The Wealth Consulting Group practices what the big firms still only preach about diversity.
“It is interesting because I think some of these [diversity] initiatives are being led by the huge companies because they kind of have to,” Jimmy Lee, The Wealth Consulting Group’s founder and CEO, told ThinkAdvisor. “[Companies] — especially in the white-male dominated financial world — have been under a lot of pressure … These large companies are now recognizing that diversity initiatives need to be taken very seriously.”
The Certified Financial Planner Board of Standards’ Center for Financial Planning recently conducted a study that found that only 3.5% of the 80,000 CFP professionals are black or Latino. In addition, only 23% of CFPs are women, a statistic that hasn’t budged in a decade.
At The Wealth Consulting Group, a hybrid RIA with securities offered through LPL Financial, diversity is already celebrated in the workplace.
The firm employs 81 advisors and 70 support staffers in 24 offices across eight states. Of that, women account for 55% of advisors and team members. In addition, more than 30% of its advisors and team members are minorities, and more than 6% identify as LGBTQ.
“I think the reason why we are who we are is just because of the way that we think from top down … We’re open. We are inclusive,” Lee, who himself is a South Korean immigrant, explained to ThinkAdvisor. “We do want to look like the people that we live with in the communities that we work in and live in.”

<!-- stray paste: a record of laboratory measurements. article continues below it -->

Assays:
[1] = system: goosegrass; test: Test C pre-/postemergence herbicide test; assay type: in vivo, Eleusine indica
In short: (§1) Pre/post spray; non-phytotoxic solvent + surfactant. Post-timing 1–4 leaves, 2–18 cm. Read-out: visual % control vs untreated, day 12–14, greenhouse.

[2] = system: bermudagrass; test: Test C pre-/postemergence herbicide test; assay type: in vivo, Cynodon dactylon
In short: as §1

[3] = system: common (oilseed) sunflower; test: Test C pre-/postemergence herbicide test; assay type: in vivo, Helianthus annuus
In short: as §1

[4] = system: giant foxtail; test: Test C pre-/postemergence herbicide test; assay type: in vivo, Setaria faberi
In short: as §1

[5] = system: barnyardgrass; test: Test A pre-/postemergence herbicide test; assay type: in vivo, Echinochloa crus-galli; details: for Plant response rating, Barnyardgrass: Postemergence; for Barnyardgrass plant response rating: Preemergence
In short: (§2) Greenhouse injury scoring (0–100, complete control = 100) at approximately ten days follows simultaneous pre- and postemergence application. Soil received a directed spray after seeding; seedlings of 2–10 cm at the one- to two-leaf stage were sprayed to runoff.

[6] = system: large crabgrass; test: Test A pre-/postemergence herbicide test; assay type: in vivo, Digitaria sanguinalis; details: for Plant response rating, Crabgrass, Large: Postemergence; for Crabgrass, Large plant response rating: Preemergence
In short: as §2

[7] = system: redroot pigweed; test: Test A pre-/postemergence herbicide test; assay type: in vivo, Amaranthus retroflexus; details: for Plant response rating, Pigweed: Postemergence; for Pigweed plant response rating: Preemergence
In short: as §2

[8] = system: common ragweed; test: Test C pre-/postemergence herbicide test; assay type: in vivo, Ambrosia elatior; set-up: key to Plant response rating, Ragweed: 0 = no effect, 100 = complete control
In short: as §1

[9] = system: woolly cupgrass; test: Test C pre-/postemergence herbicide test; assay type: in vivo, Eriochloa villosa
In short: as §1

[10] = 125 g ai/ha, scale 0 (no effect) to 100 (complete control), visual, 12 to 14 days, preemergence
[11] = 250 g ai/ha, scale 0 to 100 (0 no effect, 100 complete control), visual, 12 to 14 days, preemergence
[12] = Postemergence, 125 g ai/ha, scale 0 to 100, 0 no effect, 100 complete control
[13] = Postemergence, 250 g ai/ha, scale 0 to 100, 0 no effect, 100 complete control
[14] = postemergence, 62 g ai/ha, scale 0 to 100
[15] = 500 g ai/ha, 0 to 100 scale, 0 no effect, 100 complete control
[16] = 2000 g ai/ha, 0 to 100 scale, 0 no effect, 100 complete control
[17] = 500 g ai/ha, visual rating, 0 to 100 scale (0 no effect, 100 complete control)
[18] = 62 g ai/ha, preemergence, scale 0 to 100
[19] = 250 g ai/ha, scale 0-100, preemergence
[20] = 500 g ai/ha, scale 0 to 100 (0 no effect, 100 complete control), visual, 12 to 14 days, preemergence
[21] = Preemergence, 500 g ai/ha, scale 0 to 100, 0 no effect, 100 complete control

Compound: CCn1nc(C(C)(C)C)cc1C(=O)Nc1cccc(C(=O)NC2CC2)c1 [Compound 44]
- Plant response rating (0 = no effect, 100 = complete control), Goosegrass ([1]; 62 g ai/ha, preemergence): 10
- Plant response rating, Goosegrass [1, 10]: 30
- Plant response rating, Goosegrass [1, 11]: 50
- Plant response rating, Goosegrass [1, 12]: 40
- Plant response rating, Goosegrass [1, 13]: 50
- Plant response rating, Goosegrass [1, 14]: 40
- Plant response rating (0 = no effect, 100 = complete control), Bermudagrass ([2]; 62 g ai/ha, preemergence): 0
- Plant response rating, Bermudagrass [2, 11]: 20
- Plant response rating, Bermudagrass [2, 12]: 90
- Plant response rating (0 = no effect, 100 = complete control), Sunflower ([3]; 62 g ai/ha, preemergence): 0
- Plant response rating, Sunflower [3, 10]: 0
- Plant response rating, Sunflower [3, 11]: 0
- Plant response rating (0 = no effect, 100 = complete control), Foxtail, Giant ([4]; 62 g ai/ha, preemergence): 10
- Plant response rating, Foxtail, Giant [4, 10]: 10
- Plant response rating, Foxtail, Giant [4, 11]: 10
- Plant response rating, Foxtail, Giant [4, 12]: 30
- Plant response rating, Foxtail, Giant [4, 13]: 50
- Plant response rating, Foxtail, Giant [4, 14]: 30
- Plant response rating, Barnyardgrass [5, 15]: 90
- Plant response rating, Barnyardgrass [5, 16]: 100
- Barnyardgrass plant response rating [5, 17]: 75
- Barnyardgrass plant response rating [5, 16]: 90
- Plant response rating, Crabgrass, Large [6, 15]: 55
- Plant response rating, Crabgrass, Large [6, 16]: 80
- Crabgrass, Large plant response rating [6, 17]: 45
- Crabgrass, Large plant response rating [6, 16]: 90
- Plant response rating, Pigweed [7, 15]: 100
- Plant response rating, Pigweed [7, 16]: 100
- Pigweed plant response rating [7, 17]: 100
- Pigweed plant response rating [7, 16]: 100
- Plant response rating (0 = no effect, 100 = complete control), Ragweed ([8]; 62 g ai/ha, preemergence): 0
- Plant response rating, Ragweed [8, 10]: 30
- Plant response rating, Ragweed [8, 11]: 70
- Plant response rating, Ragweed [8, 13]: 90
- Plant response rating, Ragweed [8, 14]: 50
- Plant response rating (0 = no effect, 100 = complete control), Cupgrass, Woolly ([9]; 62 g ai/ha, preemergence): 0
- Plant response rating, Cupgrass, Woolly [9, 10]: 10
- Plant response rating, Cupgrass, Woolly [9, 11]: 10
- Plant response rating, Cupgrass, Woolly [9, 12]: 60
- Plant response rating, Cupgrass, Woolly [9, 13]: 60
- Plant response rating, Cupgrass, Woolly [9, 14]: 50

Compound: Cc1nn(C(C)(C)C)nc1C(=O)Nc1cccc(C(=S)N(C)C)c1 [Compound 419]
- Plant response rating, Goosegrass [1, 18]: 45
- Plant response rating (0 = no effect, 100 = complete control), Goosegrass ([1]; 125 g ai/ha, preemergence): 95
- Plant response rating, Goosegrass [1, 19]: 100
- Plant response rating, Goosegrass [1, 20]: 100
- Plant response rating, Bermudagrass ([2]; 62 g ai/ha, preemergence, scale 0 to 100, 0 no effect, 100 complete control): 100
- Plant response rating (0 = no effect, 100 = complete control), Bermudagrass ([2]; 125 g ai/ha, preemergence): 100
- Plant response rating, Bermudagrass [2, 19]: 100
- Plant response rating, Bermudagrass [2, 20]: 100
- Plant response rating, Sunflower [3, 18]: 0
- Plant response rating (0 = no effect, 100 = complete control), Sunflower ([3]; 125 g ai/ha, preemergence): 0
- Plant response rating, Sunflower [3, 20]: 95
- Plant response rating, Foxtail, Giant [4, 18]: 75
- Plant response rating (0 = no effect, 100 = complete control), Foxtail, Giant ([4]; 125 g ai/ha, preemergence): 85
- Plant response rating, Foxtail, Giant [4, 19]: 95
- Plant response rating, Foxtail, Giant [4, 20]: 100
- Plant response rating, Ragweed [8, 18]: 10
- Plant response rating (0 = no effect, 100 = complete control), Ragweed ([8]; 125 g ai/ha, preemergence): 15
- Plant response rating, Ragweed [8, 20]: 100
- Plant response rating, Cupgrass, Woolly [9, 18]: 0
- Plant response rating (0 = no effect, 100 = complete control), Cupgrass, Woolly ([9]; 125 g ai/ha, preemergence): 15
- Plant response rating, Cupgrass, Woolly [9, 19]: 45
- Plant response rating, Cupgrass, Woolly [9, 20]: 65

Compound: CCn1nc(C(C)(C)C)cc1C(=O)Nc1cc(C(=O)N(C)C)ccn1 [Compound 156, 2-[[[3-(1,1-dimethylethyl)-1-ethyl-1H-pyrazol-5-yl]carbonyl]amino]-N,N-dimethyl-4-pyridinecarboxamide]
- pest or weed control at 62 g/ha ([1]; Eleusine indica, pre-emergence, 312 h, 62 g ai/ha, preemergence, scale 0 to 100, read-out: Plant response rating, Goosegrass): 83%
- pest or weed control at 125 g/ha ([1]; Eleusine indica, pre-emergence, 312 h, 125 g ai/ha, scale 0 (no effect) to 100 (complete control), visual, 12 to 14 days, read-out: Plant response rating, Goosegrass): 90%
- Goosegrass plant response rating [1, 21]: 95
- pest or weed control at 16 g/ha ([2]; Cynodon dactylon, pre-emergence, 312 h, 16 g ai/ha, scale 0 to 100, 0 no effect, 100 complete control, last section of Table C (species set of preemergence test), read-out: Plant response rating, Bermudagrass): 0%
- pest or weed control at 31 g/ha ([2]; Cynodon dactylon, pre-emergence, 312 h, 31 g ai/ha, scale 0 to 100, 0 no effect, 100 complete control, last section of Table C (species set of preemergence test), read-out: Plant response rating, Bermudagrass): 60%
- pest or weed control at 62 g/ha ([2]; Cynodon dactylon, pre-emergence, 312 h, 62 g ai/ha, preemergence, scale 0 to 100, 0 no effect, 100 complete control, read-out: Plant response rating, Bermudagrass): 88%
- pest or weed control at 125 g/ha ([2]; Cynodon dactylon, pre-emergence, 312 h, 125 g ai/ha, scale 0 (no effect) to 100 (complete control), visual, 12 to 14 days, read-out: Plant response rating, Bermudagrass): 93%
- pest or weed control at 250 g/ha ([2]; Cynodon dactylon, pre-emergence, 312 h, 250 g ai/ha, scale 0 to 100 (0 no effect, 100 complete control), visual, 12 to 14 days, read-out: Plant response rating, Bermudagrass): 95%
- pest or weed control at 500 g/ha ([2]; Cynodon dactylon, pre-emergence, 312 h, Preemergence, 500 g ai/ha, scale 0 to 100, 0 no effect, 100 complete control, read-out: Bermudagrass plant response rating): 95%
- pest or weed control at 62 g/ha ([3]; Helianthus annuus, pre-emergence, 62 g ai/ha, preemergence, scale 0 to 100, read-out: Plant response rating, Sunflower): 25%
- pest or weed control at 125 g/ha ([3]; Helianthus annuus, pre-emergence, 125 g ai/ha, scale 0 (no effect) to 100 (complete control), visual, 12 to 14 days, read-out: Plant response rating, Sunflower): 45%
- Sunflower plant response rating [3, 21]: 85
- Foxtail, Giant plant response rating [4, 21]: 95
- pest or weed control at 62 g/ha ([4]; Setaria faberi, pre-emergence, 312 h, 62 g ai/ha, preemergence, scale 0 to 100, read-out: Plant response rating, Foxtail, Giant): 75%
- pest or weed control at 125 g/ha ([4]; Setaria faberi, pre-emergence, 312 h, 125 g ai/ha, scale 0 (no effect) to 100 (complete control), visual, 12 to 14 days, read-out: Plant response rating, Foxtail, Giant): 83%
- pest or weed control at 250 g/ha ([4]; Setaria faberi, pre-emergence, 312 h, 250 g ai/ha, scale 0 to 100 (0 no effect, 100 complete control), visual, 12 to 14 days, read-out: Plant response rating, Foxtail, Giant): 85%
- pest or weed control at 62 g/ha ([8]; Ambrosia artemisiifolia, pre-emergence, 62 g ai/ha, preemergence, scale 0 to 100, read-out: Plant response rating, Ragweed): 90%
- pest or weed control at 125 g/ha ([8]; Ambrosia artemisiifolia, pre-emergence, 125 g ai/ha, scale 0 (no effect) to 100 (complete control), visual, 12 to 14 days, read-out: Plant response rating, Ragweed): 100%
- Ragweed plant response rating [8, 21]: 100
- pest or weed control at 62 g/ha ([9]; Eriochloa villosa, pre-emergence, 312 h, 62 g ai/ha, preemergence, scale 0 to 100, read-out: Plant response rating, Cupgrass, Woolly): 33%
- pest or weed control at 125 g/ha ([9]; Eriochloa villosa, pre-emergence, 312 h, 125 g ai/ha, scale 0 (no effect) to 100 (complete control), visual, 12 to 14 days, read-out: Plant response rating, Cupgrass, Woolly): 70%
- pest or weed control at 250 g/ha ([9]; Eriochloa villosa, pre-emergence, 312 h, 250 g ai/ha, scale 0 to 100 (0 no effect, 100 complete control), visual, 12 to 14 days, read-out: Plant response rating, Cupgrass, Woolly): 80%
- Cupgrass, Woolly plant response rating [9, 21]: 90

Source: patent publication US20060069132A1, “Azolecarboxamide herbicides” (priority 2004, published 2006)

Headquartered in Las Vegas, the firm started with five offices in 2014. Since then, it has grown to more than 20 offices. In 2016, the firm experienced a “really fast-growing year” and, according to Lee, has continued to grow since then.
Year-end 2016 assets for the firm were around $894 million, a 95% growth in assets from a year earlier. Today, the firm has around $1.4 billion assets under management at the RIA, and nearly another billion in brokerage assets at LPL Financial.
Marlo Stil, managing partner at The Wealth Consulting Group, says the firm’s diversity and inclusion is a contributing factor to the firm’s growth.
“We feel very strongly that it’s that diversity and that inclusive mentality that has led to our growth,” she said. “It’s not in spite of our diversity and inclusion have we grown — but because of it.”
Stil herself is a gay Canadian immigrant.
“I think firms that do adopt a diverse and inclusive strategy, and do attract women, and do attract minorities, and do attract gay and lesbian advisors — and are open to that — have a huge advantage in preparing for the future,” Stil said. “Because that’s the way our country is built. The typical all-white, male, over-60 wirehouse atmosphere, or traditional banking environment, doesn’t look like the public they’re serving.”
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